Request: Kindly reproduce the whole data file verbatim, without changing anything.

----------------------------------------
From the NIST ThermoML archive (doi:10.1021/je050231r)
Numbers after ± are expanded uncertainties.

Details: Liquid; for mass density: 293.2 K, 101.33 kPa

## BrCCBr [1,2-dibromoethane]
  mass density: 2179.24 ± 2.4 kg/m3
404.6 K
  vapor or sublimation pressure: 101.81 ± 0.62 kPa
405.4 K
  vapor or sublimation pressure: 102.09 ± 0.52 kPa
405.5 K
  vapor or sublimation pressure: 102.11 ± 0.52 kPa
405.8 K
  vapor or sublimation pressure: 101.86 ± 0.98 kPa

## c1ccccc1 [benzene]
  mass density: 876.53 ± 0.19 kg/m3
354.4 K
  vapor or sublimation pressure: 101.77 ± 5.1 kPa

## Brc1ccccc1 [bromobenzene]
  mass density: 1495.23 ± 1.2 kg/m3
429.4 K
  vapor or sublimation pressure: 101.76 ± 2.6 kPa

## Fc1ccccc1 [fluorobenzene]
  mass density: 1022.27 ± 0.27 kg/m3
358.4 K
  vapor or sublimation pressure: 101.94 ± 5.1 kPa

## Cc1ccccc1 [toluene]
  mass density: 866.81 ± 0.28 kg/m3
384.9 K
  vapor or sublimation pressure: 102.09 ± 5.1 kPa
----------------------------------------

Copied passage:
From the NIST ThermoML archive (doi:10.1021/je050231r)
Numbers after ± are expanded uncertainties.

Details: Liquid; for mass density: 293.2 K, 101.33 kPa

## BrCCBr [1,2-dibromoethane]
  mass density: 2179.24 ± 2.4 kg/m3
404.6 K
  vapor or sublimation pressure: 101.81 ± 0.62 kPa
405.4 K
  vapor or sublimation pressure: 102.09 ± 0.52 kPa
405.5 K
  vapor or sublimation pressure: 102.11 ± 0.52 kPa
405.8 K
  vapor or sublimation pressure: 101.86 ± 0.98 kPa

## c1ccccc1 [benzene]
  mass density: 876.53 ± 0.19 kg/m3
354.4 K
  vapor or sublimation pressure: 101.77 ± 5.1 kPa

## Brc1ccccc1 [bromobenzene]
  mass density: 1495.23 ± 1.2 kg/m3
429.4 K
  vapor or sublimation pressure: 101.76 ± 2.6 kPa

## Fc1ccccc1 [fluorobenzene]
  mass density: 1022.27 ± 0.27 kg/m3
358.4 K
  vapor or sublimation pressure: 101.94 ± 5.1 kPa

## Cc1ccccc1 [toluene]
  mass density: 866.81 ± 0.28 kg/m3
384.9 K
  vapor or sublimation pressure: 102.09 ± 5.1 kPa